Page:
A changing Delhi and Shaggy in Pitampura
When organizers for the big Shaggy concert in the Indian capital were hunting for grounds, they zeroed in on west Delhi.
By Hindol Sengupta, IANS
The choice of venue, ignoring usual spots like the Jawaharlal Nehru Stadium, was an eye opener.
For long the area has been the bastion of middle-class Delhi, filled with homes of salaried and mid-rung businessmen, definitely in the shadow of its sister, hip south Delhi. It is increasingly home to the moneyed, but quite the swish set.
One visit to the area and the stereotypes vanish. To arrive at the Shaggy concert grounds, one crosses newly built multi-layered flyovers that provide much needed breather to the snarling Delhi traffic jams.
At a stone's throw from the concert venue are huge malls with offices of international companies and domestic giants - everything from New York style coffee shops and shop windows filled with designer labels.
Up in the skyline, along with dimly lit silhouettes of private homes, is now a haze of neon - flashing banners, blinking ads.
And as Shaggy danced and crooned, the South Korea-built, air-conditioned coaches of the new metro rail zoomed silently on elevated platforms high above the streets, their white lights forming a backdrop to the laser beams on stage.
The Metro Rail - which has cut travel time from the area to the office heartland of Delhi by half, the flyovers and malls are a microcosm of why Shaggy was singing here and not in swank south Delhi or even at the much-flaunted designer suburb of Gurgaon.
In south Delhi or Gurgaon, it would be preaching to the converted. Pitampura is where the aspiration crowd is.
This is where the new sales are going to happen. This is where they would be most easily convinced that 36-year-old Shaggy is the epitome of cool.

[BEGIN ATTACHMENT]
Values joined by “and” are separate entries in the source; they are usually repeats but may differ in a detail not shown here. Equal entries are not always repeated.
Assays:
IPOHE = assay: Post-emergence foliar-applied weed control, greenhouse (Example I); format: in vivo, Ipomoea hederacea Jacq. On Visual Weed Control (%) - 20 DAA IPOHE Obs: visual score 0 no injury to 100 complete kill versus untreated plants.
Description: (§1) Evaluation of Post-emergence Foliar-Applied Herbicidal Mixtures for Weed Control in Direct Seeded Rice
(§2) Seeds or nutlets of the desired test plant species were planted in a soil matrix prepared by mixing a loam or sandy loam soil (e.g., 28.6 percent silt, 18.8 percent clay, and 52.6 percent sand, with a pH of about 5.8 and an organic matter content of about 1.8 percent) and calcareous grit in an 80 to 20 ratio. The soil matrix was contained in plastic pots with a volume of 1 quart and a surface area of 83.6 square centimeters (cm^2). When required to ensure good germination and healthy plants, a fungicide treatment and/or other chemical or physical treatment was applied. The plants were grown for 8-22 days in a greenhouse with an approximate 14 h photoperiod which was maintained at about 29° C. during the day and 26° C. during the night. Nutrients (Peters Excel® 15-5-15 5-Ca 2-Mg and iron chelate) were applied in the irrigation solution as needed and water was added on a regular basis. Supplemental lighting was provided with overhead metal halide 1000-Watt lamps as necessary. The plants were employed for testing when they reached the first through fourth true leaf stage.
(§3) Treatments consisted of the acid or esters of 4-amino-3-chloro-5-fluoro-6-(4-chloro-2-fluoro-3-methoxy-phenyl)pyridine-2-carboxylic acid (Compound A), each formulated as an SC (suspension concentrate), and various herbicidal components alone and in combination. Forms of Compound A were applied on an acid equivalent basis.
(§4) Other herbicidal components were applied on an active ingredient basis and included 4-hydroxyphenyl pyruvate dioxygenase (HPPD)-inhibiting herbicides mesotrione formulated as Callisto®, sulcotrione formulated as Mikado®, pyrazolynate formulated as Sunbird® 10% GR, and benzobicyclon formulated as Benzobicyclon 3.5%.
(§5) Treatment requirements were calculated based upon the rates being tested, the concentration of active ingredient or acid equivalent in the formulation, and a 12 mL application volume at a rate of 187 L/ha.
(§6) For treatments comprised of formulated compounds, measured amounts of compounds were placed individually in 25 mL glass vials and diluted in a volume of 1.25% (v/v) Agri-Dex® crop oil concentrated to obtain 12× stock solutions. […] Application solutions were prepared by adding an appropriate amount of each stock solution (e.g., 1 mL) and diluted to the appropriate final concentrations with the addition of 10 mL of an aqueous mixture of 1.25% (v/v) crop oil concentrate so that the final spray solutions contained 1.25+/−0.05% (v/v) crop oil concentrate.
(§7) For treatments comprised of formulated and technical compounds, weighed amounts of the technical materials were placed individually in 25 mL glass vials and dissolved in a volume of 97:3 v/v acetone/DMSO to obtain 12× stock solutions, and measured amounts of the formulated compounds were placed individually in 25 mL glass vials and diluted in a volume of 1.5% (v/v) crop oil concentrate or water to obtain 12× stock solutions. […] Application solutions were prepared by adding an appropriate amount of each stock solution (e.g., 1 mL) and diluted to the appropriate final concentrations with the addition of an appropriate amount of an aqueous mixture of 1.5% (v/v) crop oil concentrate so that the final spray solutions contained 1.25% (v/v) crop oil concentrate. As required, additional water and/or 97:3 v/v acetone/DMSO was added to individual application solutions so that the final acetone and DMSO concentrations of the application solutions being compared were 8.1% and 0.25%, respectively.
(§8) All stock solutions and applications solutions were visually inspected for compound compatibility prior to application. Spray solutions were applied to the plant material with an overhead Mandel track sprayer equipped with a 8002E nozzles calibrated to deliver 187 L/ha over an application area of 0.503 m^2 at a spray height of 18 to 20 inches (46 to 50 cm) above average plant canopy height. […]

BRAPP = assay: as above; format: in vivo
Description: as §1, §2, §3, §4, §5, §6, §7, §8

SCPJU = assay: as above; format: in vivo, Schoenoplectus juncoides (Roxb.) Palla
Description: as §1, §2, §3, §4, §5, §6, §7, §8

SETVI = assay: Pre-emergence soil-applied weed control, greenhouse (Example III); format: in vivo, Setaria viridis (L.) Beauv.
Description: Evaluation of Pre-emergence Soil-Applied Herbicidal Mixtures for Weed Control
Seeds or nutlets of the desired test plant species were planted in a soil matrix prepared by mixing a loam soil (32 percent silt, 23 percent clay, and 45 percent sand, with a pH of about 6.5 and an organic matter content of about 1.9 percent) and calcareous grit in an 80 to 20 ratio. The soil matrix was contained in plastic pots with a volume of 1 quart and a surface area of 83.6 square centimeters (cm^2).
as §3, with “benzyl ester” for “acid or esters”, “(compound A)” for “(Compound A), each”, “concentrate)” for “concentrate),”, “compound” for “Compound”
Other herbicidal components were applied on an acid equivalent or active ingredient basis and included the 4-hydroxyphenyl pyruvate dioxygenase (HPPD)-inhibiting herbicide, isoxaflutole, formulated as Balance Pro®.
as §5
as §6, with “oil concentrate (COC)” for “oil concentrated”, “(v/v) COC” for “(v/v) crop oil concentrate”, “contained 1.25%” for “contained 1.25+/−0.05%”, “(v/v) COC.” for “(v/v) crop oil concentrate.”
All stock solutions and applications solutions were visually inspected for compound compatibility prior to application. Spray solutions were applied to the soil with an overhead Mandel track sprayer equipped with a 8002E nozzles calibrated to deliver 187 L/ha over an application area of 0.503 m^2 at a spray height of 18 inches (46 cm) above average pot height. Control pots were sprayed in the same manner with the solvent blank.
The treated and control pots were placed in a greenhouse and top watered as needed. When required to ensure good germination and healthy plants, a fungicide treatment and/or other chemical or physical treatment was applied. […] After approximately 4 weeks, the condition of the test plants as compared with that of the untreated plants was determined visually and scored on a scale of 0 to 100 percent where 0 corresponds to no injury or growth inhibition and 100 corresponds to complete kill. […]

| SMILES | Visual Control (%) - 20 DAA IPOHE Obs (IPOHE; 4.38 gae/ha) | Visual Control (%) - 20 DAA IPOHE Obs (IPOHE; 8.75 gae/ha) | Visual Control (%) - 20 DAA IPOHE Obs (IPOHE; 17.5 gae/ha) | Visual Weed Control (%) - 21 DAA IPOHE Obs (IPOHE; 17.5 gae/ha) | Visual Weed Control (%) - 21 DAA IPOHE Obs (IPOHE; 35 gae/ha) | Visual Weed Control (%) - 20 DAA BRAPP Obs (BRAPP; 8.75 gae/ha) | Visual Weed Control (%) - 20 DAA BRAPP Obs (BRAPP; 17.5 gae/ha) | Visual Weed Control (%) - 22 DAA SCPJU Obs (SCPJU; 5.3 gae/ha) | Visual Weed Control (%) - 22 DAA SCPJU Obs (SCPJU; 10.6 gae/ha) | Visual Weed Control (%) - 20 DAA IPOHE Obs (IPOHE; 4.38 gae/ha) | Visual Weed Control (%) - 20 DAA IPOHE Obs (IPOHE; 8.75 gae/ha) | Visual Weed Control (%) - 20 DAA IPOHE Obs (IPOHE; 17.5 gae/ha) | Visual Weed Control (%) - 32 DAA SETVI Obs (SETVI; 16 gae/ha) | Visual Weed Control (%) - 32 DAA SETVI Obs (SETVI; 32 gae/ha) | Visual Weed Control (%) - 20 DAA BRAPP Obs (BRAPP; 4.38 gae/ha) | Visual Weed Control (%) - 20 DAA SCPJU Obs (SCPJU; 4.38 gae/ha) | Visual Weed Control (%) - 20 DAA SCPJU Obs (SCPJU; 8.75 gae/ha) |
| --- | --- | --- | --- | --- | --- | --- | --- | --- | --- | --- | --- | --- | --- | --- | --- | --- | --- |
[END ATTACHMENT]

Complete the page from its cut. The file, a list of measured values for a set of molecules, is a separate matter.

The crowd that attended the show was a clear example of this conversion. Young men and women - aged between 15-20 - mostly school and college students, they had spent Rs.400-Rs.600 for one ticket and easily another Rs.1,000 for what was clearly one of their most important dates.
In the more trendy parts of New Delhi, Shaggy might be considered a has-been - they've moved on to 50 Cent and Eminem. But here, he was god - an international celebrity on home turf.
"He is the first international superstar I've seen with my own eyes," said a smiling Vivek, who came with his girlfriend Sweta. "He is straight out of MTV."
Analysts constantly debate the influence of music television after satellite television entered India in the mid-1990s. They talk of rising aspirations and a growing consumer culture.
This is where it is happening.
Where kids like Sweta, who speaks slightly broken and accented English, come wearing the tiniest micro-mini skirt and a bra top to listen to a Jamaica-born reggae singer.
And confesses: "I don't know many of his songs but Vivek loves 'Boombastic'."
The wide, dusty field where organizers erected an international size stage and made an enclosure of tin and aluminium was the heaven of "coolness" for hundreds like Vivek and Sweta.
Many of who, like Sweta, accepted that they would never wear the clothes they had donned for the concert late on Friday night anywhere else.
"It's amazing that I'm wearing these clothes," said Sweta. "My parents would never allow it but I explained to them that this is an international concert. So it's ok."